And then it hit me, I’ve been here before. Many times. In fact, I always have a dark night of the soul with every manuscript. And it’s normally before I get some kind of big breakthrough. Sure enough, a couple of days later, I opened a blank page, and wrote something very different from what I had, much shorter and more visually driven. And now it feels “right.”
So what’s the takeaway? Writing a book is a series of ups and downs, trials and failures, moments of triumph and despair, just like those we put our characters through. If we can recognize where we are on the journey, we can find the courage to keep going until we hit “the end.”
Let’s look at some of the key writer’s journey beats using Blake Snyder’s beat sheet as our guide.
Opening Image – Fade in, an ordinary day, a writer (me) going about her everyday business (probably chauffeuring children, walking the dog, etc.)
Catalyst – I overhear something, read something, watch something on TV, and lightning strikes. A story spark!
Debate – Is this MY story to tell? How strongly do I feel about this story idea? Do I think it’s marketable? Can I get my hands on the research materials I need to write it?
Break Into 2/ B Story – I commit to the journey. One of the first steps is to find some mentor texts. For those who know Save the Cat, the B story (or “love story”) is where mentors are found.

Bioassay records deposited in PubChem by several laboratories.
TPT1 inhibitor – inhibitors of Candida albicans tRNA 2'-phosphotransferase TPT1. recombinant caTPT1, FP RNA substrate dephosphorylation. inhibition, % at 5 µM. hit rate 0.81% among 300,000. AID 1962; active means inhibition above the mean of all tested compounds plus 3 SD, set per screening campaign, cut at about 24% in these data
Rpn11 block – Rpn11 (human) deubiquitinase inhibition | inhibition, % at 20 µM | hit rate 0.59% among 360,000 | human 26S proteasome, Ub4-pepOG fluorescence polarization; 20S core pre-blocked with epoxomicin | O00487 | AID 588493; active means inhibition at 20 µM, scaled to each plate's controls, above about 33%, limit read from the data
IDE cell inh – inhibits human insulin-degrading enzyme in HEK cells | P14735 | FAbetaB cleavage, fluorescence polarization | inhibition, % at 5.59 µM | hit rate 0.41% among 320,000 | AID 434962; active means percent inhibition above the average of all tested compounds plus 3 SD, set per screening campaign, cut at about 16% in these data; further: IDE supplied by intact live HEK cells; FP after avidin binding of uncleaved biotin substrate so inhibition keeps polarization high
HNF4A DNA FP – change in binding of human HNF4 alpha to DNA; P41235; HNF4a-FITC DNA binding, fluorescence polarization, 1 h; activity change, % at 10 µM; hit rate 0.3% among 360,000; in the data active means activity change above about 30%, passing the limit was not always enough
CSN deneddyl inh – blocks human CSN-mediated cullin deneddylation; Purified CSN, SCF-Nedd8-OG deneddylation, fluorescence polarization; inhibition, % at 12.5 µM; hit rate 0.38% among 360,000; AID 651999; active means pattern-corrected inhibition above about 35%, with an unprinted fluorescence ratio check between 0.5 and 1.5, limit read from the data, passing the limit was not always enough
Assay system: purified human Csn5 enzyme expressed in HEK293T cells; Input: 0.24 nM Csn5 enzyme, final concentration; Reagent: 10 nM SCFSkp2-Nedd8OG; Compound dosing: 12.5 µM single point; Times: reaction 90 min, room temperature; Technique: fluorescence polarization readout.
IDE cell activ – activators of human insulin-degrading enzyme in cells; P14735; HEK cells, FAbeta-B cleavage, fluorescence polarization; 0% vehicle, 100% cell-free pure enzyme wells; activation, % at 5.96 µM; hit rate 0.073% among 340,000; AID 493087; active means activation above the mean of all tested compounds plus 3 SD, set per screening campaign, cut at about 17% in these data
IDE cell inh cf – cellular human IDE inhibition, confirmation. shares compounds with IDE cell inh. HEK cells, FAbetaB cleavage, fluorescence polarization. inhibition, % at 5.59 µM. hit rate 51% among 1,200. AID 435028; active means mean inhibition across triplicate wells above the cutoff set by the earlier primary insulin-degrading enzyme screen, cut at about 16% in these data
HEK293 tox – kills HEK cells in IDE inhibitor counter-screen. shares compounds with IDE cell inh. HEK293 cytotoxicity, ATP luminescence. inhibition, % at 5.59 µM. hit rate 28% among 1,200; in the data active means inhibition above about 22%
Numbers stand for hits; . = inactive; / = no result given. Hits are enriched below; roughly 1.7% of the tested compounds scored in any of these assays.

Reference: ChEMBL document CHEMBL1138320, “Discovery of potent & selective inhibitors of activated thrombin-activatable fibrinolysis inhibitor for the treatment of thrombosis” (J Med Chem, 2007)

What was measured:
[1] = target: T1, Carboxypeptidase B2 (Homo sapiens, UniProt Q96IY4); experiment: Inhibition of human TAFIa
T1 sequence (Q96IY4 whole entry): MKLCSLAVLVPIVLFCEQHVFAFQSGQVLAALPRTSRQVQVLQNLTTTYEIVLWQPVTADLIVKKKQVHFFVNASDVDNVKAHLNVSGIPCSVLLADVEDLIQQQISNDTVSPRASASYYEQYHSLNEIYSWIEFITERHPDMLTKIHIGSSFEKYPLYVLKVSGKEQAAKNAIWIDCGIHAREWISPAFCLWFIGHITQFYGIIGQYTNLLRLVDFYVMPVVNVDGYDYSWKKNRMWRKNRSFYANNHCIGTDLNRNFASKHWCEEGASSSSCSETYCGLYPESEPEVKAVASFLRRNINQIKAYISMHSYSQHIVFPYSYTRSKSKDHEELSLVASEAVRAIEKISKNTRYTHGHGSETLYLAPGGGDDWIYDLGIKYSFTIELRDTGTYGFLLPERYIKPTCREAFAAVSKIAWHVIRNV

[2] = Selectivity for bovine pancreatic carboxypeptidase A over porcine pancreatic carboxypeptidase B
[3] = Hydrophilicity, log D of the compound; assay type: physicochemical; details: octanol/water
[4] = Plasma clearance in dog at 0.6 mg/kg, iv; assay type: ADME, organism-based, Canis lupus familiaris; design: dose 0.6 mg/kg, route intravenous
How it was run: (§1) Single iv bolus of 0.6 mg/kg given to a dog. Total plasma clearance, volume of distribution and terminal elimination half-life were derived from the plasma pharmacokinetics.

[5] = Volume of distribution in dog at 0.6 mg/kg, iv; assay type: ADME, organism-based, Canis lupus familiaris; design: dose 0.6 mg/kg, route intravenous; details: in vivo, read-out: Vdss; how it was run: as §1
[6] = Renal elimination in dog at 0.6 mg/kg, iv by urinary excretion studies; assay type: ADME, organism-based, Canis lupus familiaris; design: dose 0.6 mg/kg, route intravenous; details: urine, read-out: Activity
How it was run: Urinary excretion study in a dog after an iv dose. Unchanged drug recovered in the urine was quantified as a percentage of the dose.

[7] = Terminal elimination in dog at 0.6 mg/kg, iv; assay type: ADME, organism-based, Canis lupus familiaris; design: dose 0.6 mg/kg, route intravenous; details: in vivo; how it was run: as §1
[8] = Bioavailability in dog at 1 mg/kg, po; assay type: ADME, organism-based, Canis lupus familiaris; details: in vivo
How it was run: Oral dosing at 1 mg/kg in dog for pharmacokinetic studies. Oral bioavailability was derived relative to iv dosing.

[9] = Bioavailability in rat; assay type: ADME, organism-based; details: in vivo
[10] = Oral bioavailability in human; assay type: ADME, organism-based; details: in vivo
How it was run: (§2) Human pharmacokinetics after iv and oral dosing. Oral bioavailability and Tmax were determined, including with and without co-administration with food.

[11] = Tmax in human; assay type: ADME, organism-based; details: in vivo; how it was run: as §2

Fun and Games – What’s the most fun part of writing nonfiction? Research, of course! Lots of reading, watching documentaries, interviews. Plus early drafting, those moments of writing before expectations set in, can be fun too.
Midpoint – This is where it gets real, and the stakes are raised. Normally, this means I show the manuscript to critique partners and get feedback. Or discuss it with my agent. Now there are expectations. It feels like the manuscript has to be something. And then I have to revise over and over again based on the feedback I’m getting. This is where the journey starts to get difficult.
Bad Guys Close In – Self doubt is the real “bad guy” here, as expectations grow for the manuscript. When what I want to say isn’t coming across on the page, self doubt rears its ugly head until…
All Is Lost/Dark Night of the Soul – This is the lowest moment of any book journey, aka the pit of despair. Something sends me over the edge, and I feel like I’ve totally forgotten how to do this. I’ll never sell a book again. My career as an author is over. (Blake Snyder talks about the “whiff of death” during this beat. I’ll tell you what’s dying here — my career.)
Break Into Three – Normally, after I’ve given up all expectations and attachments to the manuscript, I get some kind of breakthrough. This normally requires opening a clean sheet of paper and being willing to throw out everything I’ve written to date.
Final Image – The now-ecstatic writer (ME!) sends the manuscript to her agent, feeling like she’s finally told the story she wanted to tell. And there’s a chance this one could sell! The writer toasts her success with coffee. Fade to black.
Does your writing journey have these kinds of ups and downs? How do you find the courage and confidence to push through at those “all is lost” moments and make it to “the end?”